Editor’s Note: This is a post I originally penned in 2015 when my family was regularly attending Life Mission Church. I found it sitting in the “unpublished drafts” folder on my blog. We have moved on to a new church family, but I will never forget this.
On Sunday mornings, I look forward to seeing something that’s not a part of our church’s formal sermon. A few weeks ago I accidentally stumbled upon a regular lesson in real love – a wordless demonstration that brings me as much satisfaction every weekend as sitting with my children and listening to God’s word.
Our family sits in the same row every Sunday at 11 a.m. You can find us stage left, in the high seats, three or four rows from the back wall. This is where we’ve chosen to sit since last spring when our friends invited us to try their church and my daughter was saved that first morning we shared together. So in that respect, our seats have a special meaning to us.
The same is somewhat true of others around us. While they might not have the same deep affection for where they watch the proceedings, many of the people around us find their way to the same seats or thereabouts every Sunday. An unofficial seating chart like this makes it easier to people watch and develop some familiarity with those around you.
Bare-armed and loaded down with backpacks, the boys were crossing the park when I saw them. Behind them their dark tracks were pressed deeply in grass still glistening with frost. Almost every morning, I see them. The three brothers leave the house next door, cross into the street outside my front window. And then I see them again, passing by while driving my own kids to school. This particular morning in early April, though, the cold had not yet relinquished its hold on the spring. When I drove by them, crossing through the neighborhood park, they had the look of a small band of wanderers left alone to find their way on the path to somewhere – or something. Unprepared. Unaware of the dangers. I started to make a judgment on their parents for letting them leave the house sleeveless on such a cold day, but before that happened, I had another thought: Was I really any more prepared for my life?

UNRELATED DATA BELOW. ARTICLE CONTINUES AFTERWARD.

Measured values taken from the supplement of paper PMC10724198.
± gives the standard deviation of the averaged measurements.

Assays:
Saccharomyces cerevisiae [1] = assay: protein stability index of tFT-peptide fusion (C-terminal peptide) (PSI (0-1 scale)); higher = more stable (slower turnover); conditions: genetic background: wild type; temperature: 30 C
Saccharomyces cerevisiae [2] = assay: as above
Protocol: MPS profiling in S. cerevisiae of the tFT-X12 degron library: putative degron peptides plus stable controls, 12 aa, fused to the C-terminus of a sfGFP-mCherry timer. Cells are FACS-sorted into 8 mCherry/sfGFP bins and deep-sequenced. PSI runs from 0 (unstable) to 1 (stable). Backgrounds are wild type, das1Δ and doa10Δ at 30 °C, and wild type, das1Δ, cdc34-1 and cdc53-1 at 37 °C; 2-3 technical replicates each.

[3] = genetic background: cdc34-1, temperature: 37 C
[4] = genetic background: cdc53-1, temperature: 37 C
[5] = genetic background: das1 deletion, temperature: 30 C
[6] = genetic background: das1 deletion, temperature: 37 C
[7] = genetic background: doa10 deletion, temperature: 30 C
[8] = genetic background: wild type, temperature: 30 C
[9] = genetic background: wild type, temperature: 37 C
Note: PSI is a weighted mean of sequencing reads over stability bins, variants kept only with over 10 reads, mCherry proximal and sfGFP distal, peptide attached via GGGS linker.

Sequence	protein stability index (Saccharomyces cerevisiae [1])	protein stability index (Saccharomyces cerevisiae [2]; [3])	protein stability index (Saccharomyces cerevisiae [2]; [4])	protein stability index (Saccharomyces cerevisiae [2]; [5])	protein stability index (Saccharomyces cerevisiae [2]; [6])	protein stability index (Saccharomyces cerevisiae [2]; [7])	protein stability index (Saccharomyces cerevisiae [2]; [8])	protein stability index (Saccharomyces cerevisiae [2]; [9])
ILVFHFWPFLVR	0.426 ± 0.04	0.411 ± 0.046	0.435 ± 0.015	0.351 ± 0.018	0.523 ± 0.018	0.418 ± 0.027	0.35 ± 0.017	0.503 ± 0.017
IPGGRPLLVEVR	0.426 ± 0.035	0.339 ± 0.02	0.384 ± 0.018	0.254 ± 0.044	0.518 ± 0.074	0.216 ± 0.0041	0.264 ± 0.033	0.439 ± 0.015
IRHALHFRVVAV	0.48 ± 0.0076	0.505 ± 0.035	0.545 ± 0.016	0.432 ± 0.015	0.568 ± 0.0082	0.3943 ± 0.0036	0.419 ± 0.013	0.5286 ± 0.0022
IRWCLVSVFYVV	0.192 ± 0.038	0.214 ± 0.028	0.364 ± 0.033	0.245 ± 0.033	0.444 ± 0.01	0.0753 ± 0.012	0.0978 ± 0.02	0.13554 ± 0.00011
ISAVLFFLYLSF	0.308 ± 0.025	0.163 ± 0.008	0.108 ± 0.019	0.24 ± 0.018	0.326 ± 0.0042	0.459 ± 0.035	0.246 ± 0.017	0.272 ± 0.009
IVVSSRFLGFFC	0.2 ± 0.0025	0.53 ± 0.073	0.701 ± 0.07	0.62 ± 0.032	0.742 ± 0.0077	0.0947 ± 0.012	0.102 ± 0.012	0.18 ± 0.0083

The oldest among them, John, is 12, and he was leading the group into the wind gusts. They were moving slowly, but I had a feeling that had less to do with the bitter cold and their pink skin than it did a reluctance to reach where they were going. Over the last two years, I’ve talked to John more times than I have his parents. I’ve learned he is not only the oldest child and mentor to his younger brothers, but also the head of household – the most responsible person who lives in their house. Usually dressed in black jeans and a black T-shirt, his hair is shaggy, and not in a stylish way. His hair is the sort of shaggy that shows a boy whose parents aren’t concerned about his looks – the ends jagged and hanging, wild, at angles just above his shoulder. His parents work alternating shifts at our town’s Wal-Mart. The mother, days. The father, nights. That leaves John as the father and mother, of sorts, to two boys. To my surprise, there have been moments when he’s displayed intellect and kindness beyond his years. One night, for example, I gave the younger boys some leftover pork to feed to their dogs. They brought the plate back to me a few minutes later, clean, and told me John had washed it. For a boy whose parents haven’t focused much attention on him and haven’t schooled him in the art of manners, his courtesy was surprising.